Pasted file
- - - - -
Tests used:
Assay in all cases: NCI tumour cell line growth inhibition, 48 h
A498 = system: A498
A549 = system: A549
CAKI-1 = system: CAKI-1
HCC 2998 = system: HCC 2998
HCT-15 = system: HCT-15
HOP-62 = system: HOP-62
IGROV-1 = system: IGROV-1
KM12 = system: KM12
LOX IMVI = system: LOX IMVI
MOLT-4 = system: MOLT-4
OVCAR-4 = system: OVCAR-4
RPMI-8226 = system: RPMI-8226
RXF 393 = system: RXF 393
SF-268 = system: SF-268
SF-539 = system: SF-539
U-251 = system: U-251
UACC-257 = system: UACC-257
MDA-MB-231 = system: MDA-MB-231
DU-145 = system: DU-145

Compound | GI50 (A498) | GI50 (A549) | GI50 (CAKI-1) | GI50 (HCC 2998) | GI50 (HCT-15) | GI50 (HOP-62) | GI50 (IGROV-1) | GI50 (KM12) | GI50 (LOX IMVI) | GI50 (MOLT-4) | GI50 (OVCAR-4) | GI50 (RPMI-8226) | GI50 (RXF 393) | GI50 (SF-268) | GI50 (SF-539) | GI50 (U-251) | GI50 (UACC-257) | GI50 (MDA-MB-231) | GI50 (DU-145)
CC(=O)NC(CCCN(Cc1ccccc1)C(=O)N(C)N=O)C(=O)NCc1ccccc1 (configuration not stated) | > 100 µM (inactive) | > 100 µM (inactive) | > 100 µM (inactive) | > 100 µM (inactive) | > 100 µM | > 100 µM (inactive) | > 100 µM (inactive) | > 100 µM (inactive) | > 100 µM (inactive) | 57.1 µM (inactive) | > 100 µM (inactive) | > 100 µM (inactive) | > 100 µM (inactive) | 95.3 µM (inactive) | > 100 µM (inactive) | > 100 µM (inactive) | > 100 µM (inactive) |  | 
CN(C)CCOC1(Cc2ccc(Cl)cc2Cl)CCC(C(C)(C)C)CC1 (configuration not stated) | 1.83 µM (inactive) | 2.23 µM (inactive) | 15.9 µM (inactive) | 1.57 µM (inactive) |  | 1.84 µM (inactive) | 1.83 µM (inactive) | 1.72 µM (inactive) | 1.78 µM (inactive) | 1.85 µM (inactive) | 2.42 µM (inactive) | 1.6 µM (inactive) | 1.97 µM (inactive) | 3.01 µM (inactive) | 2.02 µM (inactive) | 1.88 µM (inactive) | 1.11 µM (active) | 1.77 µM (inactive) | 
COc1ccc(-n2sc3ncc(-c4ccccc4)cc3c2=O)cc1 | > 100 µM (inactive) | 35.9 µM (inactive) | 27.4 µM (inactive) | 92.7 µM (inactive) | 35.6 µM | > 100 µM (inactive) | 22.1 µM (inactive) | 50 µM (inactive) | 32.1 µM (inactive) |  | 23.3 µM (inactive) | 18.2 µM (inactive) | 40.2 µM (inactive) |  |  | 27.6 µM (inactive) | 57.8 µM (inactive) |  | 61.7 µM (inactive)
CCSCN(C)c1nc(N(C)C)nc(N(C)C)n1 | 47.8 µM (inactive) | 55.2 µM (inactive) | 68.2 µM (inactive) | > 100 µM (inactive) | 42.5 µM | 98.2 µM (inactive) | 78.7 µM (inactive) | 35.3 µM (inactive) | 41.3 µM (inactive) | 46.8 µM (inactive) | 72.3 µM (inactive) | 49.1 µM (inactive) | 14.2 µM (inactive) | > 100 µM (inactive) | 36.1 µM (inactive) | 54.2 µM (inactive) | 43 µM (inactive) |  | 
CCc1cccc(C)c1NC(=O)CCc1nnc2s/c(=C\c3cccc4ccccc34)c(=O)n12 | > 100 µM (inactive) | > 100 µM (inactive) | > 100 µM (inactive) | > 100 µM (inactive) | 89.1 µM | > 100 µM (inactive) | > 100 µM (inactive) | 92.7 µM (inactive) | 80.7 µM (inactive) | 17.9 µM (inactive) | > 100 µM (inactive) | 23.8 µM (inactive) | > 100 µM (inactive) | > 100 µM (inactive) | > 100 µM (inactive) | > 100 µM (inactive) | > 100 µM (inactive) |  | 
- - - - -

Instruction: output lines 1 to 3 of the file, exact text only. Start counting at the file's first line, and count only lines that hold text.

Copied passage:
Tests used:
Assay in all cases: NCI tumour cell line growth inhibition, 48 h
A498 = system: A498